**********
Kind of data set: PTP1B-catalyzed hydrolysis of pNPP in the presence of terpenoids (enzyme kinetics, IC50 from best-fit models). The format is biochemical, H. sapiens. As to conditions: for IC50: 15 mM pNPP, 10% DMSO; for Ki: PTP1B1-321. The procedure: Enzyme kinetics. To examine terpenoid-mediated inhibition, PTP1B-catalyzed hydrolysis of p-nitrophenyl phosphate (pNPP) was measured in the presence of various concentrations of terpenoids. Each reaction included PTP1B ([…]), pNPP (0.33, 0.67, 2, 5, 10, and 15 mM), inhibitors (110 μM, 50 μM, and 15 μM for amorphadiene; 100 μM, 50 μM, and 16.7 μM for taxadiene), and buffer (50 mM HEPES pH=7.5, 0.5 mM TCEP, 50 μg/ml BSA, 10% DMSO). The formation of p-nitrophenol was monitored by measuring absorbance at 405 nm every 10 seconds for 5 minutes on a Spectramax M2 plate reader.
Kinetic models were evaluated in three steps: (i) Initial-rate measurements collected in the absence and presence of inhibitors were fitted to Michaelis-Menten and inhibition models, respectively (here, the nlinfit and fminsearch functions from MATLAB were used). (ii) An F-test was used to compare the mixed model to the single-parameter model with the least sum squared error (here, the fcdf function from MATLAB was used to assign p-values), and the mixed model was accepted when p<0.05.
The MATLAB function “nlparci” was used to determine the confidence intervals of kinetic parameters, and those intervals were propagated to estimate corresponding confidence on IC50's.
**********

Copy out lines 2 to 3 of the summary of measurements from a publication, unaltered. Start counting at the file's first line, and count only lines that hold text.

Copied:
Kinetic models were evaluated in three steps: (i) Initial-rate measurements collected in the absence and presence of inhibitors were fitted to Michaelis-Menten and inhibition models, respectively (here, the nlinfit and fminsearch functions from MATLAB were used). (ii) An F-test was used to compare the mixed model to the single-parameter model with the least sum squared error (here, the fcdf function from MATLAB was used to assign p-values), and the mixed model was accepted when p<0.05.
The MATLAB function “nlparci” was used to determine the confidence intervals of kinetic parameters, and those intervals were propagated to estimate corresponding confidence on IC50's.